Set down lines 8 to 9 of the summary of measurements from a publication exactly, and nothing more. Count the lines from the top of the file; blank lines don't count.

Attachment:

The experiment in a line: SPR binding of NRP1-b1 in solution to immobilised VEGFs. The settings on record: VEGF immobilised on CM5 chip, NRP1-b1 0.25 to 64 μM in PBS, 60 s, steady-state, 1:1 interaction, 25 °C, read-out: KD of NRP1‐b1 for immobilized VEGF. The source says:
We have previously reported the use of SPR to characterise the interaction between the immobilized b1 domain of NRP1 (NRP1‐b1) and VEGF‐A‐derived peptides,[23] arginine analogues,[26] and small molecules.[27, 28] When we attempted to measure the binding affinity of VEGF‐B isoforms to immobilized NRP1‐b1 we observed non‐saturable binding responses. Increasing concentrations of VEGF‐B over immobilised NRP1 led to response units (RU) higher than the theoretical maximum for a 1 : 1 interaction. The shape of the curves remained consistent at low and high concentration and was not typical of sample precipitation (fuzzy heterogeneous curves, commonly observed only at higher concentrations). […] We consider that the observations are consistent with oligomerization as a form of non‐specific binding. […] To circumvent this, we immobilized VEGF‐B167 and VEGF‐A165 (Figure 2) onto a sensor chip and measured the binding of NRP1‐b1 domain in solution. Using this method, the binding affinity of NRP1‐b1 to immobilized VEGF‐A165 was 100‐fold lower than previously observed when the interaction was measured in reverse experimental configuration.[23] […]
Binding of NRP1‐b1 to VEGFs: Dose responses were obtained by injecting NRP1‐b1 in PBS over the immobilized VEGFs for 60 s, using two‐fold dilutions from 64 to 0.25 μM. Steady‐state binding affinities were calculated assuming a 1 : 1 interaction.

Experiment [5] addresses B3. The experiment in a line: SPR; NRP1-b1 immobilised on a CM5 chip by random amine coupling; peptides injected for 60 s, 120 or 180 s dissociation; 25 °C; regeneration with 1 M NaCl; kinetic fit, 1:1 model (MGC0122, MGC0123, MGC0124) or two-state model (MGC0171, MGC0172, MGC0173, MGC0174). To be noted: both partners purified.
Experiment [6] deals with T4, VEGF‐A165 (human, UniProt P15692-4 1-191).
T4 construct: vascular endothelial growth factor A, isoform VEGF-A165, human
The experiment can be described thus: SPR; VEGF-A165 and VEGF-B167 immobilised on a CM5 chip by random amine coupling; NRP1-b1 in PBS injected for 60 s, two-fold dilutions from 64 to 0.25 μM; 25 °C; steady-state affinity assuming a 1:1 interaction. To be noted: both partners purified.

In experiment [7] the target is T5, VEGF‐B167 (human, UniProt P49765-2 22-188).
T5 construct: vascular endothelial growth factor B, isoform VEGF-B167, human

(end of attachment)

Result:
In experiment [7] the target is T5, VEGF‐B167 (human, UniProt P49765-2 22-188).
T5 construct: vascular endothelial growth factor B, isoform VEGF-B167, human